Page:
Children who are not toilet trained or anyone who is incontinent should not use the pool. If incontinent individuals are allowed to use the pool, rubber pants, “swim diapers” or special swimsuits should be worn. These items have some ability to contain fecal material and may afford only limited protection.
Pool users should wash their hands with soap and hot water after using the toilet.
Pool users should take a shower before entering the pool.
Pool users who are suffering from a communicable disease that can be transmitted through water or who have had diarrhea in the past two weeks should not use the pool.
If feces, vomitus or a dead animal is found in a pool, the following steps must be immediately implemented:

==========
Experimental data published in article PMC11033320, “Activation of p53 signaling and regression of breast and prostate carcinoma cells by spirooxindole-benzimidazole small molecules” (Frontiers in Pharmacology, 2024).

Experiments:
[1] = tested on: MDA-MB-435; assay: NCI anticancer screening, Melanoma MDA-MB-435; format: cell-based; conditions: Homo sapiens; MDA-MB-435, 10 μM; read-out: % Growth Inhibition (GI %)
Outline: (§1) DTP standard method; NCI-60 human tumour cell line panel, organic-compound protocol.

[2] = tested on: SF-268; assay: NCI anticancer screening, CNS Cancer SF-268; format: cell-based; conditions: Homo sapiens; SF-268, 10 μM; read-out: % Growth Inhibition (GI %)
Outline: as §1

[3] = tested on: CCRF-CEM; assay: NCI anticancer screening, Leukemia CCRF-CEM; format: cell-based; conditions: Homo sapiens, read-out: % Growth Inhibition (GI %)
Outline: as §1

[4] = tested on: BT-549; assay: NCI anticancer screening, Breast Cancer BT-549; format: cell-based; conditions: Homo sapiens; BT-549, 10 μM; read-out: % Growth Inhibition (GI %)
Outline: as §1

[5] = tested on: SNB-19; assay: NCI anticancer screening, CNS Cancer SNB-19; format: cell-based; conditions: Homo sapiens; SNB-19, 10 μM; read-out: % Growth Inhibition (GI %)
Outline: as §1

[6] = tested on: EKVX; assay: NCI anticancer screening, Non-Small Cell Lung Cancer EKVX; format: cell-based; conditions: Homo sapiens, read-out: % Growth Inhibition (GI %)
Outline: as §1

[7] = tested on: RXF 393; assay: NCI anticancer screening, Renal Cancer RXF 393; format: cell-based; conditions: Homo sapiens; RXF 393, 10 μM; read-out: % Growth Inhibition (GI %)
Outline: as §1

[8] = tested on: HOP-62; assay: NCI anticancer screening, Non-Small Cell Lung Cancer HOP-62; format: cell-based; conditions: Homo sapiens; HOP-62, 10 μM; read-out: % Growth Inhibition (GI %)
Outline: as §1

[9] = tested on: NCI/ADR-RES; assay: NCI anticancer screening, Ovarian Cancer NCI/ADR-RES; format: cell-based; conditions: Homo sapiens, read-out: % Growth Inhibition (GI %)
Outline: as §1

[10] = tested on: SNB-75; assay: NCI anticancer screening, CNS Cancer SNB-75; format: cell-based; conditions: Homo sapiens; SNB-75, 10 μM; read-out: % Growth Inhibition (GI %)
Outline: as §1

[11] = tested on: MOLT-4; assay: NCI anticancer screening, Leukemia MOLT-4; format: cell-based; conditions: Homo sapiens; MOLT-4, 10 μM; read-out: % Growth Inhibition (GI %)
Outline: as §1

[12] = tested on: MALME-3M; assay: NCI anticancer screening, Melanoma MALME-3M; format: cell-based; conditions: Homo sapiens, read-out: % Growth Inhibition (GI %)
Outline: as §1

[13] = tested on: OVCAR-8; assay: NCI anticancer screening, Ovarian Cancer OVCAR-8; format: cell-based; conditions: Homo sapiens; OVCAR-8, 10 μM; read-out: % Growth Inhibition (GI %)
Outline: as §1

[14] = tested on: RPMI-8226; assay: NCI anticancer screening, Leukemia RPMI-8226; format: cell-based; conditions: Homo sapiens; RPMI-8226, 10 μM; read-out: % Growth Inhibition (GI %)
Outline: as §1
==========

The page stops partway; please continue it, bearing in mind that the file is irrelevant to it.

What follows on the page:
1. Instruct all pool users to exit the pool(s) immediately. Do not allow anyone to enter the contaminated pool until all of the following steps are completed.
2. Remove as much of the fecal material as possible using a net or scoop and dispose of it in a sanitary manner. Clean and disinfect the net or scoop (e.g., after cleaning, leave the net or scoop immersed in the pool during the disinfection period). Vacuuming stool from the pool is not recommended. If the pool is vacuumed, waste should be directed to a sanitary sewer and not through the filtration system.
3. a. If the fecal accident involves a formed stool (solid, not liquid) or vomitus is found in the pool – raise the free available chlorine concentration to 2 parts per million (ppm) and maintain the pH between 7.2 – 7.5 for at least 25 minutes. If a free available chlorine concentration of 3 ppm is present, the time can be reduced to 19 minutes.